Mindset – You vs Me

 

Your mindset is either working for you or against you. To some degree, you get to choose.

<image: Mindset - You vs Me>

<image: Mindset - You vs Me>

<image: Mindset - You vs Me>

<image: Mindset - You vs Me>

<image: Mindset - You vs Me>

<image: Mindset - You vs Me>

<image: Mindset - You vs Me>

<image: Mindset - You vs Me>

NOTE: An essential ingredient in operating with a mindset of wonder is a pre-acceptance of risk. We discussed this recently here.

Before any trade you must pause to confirm that:

  • A full loss on this trade will not break any session drawdown limits, and
  • A full loss on this trade is personally acceptable. I am completely comfortable taking the loss and moving on. (Typically because I expect that any loss will be contained and easily overcome by the next positive trades.)

 

With the above preconditions in place, reframe any nerves you feel as WONDER. And watch fascinated as the future unfolds before your eyes.

Happy trading,

Lance Beggs

 


 

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YourTradingCoach - Admin

5 Comments to “Mindset – You vs Me”

  1. Hi Lance,

    Great article, it suits perfectly with my current situation, it seems as if you just had review my trading week xd.

    I’m just starting my journey, in fact, this just was my third week trading your YTC PAT strategy in a simulated environment.

    In my first serie of twenty trades (it took me two weeks), albeit the final result was negative (of course, just was the very first serie), my mindset was very good. No fear, no doubts, no nervs. I just followed the market as it unfolded and if I thought a good opportunity was present I just entered the market, with no doubts. If profitable, good and move on the next one. If lost, after a second of “dammit”, also good and move on the next one.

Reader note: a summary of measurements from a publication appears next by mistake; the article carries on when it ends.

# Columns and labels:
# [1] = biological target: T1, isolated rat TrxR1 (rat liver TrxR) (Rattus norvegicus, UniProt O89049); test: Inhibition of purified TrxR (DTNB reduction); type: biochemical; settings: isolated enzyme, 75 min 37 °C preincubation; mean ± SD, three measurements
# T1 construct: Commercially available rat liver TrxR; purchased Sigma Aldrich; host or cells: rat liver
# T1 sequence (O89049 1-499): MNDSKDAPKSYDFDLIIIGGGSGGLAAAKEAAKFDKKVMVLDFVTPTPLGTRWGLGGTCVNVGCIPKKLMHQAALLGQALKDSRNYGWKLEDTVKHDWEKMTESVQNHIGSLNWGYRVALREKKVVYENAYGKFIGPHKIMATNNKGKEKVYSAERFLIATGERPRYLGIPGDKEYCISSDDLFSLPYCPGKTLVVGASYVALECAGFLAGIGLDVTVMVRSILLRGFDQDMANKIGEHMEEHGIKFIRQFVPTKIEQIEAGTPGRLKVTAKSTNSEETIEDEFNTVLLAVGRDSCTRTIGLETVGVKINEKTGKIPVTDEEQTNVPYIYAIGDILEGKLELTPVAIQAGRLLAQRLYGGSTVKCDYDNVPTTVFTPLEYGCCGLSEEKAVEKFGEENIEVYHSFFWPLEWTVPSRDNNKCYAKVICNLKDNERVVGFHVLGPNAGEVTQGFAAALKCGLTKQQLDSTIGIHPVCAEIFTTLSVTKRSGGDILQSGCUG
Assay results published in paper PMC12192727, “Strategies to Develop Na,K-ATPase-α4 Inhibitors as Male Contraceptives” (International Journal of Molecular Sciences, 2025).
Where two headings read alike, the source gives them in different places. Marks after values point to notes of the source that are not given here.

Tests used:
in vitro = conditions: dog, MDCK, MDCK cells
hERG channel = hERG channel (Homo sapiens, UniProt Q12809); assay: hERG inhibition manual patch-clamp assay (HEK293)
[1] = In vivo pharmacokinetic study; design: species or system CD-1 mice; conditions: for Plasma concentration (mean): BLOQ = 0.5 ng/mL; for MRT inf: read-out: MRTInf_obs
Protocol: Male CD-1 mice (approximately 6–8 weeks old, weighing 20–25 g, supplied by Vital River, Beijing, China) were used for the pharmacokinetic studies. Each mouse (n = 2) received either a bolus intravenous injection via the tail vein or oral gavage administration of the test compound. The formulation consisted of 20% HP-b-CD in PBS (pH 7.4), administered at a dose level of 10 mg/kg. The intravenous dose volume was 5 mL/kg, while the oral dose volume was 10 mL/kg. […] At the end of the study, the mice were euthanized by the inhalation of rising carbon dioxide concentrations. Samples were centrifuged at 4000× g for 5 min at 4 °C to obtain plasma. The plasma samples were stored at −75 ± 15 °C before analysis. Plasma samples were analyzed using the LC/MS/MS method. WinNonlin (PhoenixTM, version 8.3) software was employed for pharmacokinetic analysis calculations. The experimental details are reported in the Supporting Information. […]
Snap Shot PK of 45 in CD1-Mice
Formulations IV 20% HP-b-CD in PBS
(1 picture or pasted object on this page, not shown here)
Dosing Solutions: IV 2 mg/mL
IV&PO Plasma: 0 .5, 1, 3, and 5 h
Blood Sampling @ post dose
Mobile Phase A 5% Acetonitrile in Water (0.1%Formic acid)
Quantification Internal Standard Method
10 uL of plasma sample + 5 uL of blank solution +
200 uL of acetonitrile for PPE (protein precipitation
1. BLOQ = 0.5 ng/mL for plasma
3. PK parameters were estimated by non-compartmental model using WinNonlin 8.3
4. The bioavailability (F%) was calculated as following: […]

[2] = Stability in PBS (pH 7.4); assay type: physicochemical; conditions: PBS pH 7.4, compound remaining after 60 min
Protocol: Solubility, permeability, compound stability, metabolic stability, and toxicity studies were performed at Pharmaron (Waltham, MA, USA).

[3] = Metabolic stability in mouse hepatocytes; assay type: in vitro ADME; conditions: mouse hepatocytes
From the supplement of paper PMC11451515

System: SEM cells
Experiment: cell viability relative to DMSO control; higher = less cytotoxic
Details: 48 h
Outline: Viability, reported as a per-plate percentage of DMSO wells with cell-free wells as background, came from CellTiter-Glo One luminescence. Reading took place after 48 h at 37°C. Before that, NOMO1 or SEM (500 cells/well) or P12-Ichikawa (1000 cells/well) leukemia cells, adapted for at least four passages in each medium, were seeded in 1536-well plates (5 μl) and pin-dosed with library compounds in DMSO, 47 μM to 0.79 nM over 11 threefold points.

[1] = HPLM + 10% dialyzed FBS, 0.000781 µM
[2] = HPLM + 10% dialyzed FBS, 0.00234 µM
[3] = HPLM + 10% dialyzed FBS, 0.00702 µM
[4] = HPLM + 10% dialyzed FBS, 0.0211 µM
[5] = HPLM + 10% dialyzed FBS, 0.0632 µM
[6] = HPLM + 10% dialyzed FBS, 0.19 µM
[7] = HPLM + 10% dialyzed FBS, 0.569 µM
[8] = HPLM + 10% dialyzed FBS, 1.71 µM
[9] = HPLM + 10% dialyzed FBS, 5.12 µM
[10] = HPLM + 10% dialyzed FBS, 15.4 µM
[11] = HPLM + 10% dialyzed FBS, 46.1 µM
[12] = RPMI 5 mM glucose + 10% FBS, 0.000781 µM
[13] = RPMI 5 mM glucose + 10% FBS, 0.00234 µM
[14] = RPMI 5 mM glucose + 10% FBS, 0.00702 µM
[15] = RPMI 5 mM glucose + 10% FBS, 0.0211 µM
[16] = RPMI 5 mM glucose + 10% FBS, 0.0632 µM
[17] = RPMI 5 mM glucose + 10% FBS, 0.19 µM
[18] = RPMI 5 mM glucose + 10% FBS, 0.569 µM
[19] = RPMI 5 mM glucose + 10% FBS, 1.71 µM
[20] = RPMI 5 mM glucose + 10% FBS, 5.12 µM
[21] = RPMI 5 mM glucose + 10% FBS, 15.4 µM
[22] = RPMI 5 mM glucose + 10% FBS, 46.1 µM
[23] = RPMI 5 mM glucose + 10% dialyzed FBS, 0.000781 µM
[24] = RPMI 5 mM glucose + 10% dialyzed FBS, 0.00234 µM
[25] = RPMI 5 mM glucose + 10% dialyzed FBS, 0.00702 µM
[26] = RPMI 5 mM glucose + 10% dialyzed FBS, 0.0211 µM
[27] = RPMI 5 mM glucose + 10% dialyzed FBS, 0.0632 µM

But, after reviewing that first serie and see these amounts of errors, such like fading strength or enter ahead of the right time, this week I was trading with a permanent feeling of doubt and fear to make wrong trades. When a setup is present, my thoughts vary between the fear of miss the trade and the fear of being wrong once again. And when I’m inside the market, I use to be pretty nervous.
    The results of this week are being a bit better, but I’m not feeling comfortable at all.

    I know the theory, I know losses and errors are part of the game, I know this is an environment of probabilities (I’ve read Trading in the Zone a lot of times), etc. But in the moment of truth, I keep giving to much importance to every individual trade.

    How could I work to achieve that mindset of “just watching and executing”, but without make a lot of mistakes? I feel I need to work in order to really internalize that this game is a game of odds. But I’m not sure how to do it.

    Thank you very much.

    • Lance Beggs says:

      Hi Sergio,

      Well done on completing the first few sets of 20. Some comments:

      (a) It’s normal to lose at first. This process takes more than 1-2 groups of trades. See the following articles:

      http://yourtradingcoach.com/trading-business/its-time-to-fight-to-get-to-the-next-level/
      http://yourtradingcoach.com/trading-business/its-time-to-fight-to-get-to-the-next-level-examples/